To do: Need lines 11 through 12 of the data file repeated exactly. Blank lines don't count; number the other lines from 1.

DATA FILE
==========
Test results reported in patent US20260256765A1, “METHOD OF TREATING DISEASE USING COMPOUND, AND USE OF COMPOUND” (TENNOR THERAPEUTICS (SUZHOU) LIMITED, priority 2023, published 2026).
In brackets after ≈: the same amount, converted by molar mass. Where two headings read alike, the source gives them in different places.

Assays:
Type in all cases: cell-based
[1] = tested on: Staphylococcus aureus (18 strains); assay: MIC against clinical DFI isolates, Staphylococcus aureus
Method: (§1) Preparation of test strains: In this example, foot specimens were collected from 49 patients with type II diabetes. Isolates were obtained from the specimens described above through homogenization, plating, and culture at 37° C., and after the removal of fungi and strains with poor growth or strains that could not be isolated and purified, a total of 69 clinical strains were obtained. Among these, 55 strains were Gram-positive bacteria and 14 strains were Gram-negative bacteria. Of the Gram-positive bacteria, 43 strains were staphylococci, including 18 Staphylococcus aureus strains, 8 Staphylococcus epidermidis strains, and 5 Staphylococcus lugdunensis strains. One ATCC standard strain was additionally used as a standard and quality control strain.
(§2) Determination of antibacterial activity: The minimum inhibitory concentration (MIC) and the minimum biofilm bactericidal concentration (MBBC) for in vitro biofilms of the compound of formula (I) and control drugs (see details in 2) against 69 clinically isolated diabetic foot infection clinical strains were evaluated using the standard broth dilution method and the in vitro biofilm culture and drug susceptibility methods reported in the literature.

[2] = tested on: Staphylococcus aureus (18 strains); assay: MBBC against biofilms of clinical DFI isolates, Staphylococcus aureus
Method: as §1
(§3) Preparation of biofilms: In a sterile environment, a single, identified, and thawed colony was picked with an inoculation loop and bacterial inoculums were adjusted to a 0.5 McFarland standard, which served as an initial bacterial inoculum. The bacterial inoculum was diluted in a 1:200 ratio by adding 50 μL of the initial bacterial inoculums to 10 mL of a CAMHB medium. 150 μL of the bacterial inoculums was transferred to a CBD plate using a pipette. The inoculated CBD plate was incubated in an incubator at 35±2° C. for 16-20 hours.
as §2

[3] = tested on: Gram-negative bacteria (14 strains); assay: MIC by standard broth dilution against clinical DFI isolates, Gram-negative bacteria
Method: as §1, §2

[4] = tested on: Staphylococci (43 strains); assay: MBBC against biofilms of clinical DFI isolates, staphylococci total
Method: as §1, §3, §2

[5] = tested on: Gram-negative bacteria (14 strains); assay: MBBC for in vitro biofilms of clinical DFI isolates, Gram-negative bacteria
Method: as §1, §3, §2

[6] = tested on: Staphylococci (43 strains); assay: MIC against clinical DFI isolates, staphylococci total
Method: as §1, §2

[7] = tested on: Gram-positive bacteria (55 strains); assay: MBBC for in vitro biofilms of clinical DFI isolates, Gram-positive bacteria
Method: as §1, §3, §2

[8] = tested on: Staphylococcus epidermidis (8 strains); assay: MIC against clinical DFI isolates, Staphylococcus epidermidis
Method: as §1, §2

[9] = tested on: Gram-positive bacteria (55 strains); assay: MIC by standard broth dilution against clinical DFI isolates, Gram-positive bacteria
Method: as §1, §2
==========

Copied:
as §2

[3] = tested on: Gram-negative bacteria (14 strains); assay: MIC by standard broth dilution against clinical DFI isolates, Gram-negative bacteria